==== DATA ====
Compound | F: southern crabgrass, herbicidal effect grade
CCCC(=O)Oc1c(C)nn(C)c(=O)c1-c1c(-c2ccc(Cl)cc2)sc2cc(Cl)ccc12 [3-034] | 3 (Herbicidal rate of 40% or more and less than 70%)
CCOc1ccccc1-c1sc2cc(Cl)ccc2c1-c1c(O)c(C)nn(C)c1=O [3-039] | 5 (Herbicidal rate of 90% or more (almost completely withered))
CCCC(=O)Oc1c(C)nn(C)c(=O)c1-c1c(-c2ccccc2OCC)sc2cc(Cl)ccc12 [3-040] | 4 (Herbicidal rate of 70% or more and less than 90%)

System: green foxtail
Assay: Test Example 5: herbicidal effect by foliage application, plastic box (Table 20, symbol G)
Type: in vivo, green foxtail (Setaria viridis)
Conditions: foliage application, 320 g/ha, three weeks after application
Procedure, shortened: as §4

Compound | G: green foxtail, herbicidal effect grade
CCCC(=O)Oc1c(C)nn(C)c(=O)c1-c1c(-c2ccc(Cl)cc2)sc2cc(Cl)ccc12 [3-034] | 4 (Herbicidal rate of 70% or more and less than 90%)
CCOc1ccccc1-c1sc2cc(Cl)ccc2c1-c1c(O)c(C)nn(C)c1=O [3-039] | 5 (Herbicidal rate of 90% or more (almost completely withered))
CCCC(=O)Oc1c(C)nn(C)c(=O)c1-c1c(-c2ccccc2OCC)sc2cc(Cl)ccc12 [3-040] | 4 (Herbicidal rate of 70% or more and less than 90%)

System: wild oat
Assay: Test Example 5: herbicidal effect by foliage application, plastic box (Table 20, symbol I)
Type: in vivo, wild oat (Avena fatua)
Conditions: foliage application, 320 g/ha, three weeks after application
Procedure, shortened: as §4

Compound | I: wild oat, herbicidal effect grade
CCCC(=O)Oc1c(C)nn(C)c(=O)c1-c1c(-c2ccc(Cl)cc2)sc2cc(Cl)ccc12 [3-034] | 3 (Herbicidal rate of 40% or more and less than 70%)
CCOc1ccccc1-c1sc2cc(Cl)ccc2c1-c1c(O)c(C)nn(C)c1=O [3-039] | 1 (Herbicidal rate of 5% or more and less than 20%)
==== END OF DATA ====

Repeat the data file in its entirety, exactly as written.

Compound | F: southern crabgrass, herbicidal effect grade
CCCC(=O)Oc1c(C)nn(C)c(=O)c1-c1c(-c2ccc(Cl)cc2)sc2cc(Cl)ccc12 [3-034] | 3 (Herbicidal rate of 40% or more and less than 70%)
CCOc1ccccc1-c1sc2cc(Cl)ccc2c1-c1c(O)c(C)nn(C)c1=O [3-039] | 5 (Herbicidal rate of 90% or more (almost completely withered))
CCCC(=O)Oc1c(C)nn(C)c(=O)c1-c1c(-c2ccccc2OCC)sc2cc(Cl)ccc12 [3-040] | 4 (Herbicidal rate of 70% or more and less than 90%)

System: green foxtail
Assay: Test Example 5: herbicidal effect by foliage application, plastic box (Table 20, symbol G)
Type: in vivo, green foxtail (Setaria viridis)
Conditions: foliage application, 320 g/ha, three weeks after application
Procedure, shortened: as §4

Compound | G: green foxtail, herbicidal effect grade
CCCC(=O)Oc1c(C)nn(C)c(=O)c1-c1c(-c2ccc(Cl)cc2)sc2cc(Cl)ccc12 [3-034] | 4 (Herbicidal rate of 70% or more and less than 90%)
CCOc1ccccc1-c1sc2cc(Cl)ccc2c1-c1c(O)c(C)nn(C)c1=O [3-039] | 5 (Herbicidal rate of 90% or more (almost completely withered))
CCCC(=O)Oc1c(C)nn(C)c(=O)c1-c1c(-c2ccccc2OCC)sc2cc(Cl)ccc12 [3-040] | 4 (Herbicidal rate of 70% or more and less than 90%)

System: wild oat
Assay: Test Example 5: herbicidal effect by foliage application, plastic box (Table 20, symbol I)
Type: in vivo, wild oat (Avena fatua)
Conditions: foliage application, 320 g/ha, three weeks after application
Procedure, shortened: as §4

Compound | I: wild oat, herbicidal effect grade
CCCC(=O)Oc1c(C)nn(C)c(=O)c1-c1c(-c2ccc(Cl)cc2)sc2cc(Cl)ccc12 [3-034] | 3 (Herbicidal rate of 40% or more and less than 70%)
CCOc1ccccc1-c1sc2cc(Cl)ccc2c1-c1c(O)c(C)nn(C)c1=O [3-039] | 1 (Herbicidal rate of 5% or more and less than 20%)